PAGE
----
A federal appeals court has revived an Equal Employment Opportunity Commission lawsuit against United Airlines Inc. The Court said U.S. law generally requires employers to reassign disabled workers to vacant jobs for which they are qualified. The decision by the 7th U.S. Circuit Court of Appeals in Chicago, where the parent company United Continental Holdings Inc. is based, overruled a 12-year-old case by that same Court, and reversed a February 2011 lower court ruling. United Continental is the world’s largest air carrier.
The case stemmed from a “competitive transfer” policy that United had adopted in 2003 for workers who could no longer perform their jobs because of disabilities. That policy gave disabled workers preferential treatment over non-disabled workers for vacant positions — if two workers were equally qualified for a job, the disabled worker would win — but did not afford automatic placement into those positions. The EEOC argued that the policy violated the Americans with Disabilities Act. The agency said this law required employers to move workers losing their jobs because of disability to vacant jobs for which they are qualified.
In 2000, the 7th Circuit concluded that disability law had no such requirement. But a three-judge panel of that same court overruled that decision. Circuit Judge Richard Cudahy wrote for the panel:
(We) hold that the ADA does indeed mandate that an employer appoint employees with disabilities to vacant positions for which they are qualified, provided that such accommodations would be ordinarily reasonable and would not present an undue hardship to that employer.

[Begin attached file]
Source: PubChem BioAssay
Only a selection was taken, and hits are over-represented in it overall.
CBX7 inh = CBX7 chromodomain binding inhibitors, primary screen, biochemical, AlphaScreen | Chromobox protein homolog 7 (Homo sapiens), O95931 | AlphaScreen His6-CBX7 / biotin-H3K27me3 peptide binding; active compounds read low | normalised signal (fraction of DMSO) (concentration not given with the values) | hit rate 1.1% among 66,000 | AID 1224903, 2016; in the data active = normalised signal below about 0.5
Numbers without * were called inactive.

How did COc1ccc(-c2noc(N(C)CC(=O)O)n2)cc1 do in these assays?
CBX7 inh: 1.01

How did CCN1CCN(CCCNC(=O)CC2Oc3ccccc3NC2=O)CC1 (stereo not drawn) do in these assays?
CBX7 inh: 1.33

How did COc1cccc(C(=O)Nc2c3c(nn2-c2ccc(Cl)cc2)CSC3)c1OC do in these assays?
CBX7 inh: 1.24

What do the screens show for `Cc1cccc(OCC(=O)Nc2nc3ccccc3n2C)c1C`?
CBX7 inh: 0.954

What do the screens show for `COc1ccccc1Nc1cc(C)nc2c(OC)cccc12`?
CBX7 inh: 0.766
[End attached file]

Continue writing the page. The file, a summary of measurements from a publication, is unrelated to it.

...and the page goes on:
The 7th Circuit sent the case back to U.S. District Judge Harry Leinenweber in Chicago to review United’s policy under this standard. The Court also said it was joining two other federal appeals courts in its interpretation of the ADA, while noting that another had adopted the reasoning of the 2000 decision that was overruled. This brings the Seventh Circuit’s law in line with Supreme Court precedent, and is a big victory for people with disabilities. The EEOC had originally brought the case in June 2009. Lead Plaintiff Joe Boswell, a United mechanic at San Francisco International Airport for more than a decade, said the carrier had rejected him for new jobs and put him on involuntary leave after a brain tumor left him unable to work as a mechanic.
The 7th Circuit relied on a 2002 U.S. Supreme Court decision involving what is now US Airways Group Inc in adopting its new standard. That Court held that disabled workers seeking jobs with lessened physical demands generally cannot bump more senior workers from those jobs. But it said exceptions can be made that would afford reasonable accommodations to the disabled workers, and which did not pose undue hardships on their employers. In his opinion, Judge Cudahy wrote: “The Supreme Court has found that accommodation through appointment to a vacant position is reasonable.” The case is Equal Employment Opportunity Commission v. United Airlines Inc, 7th U.S. Circuit Court of Appeals, No. 11-1774.
Contact us today for a free legal consultation with an experienced attorney.
Fields marked *may be required for submission.
If you would like to subscribe to the Jere Beasley Report digital edition, simply visit our Subscriptions page and provide the necessary information or call us at 800-898-2034.
Attorney Advertising - Prior results do not guarantee a similar outcome.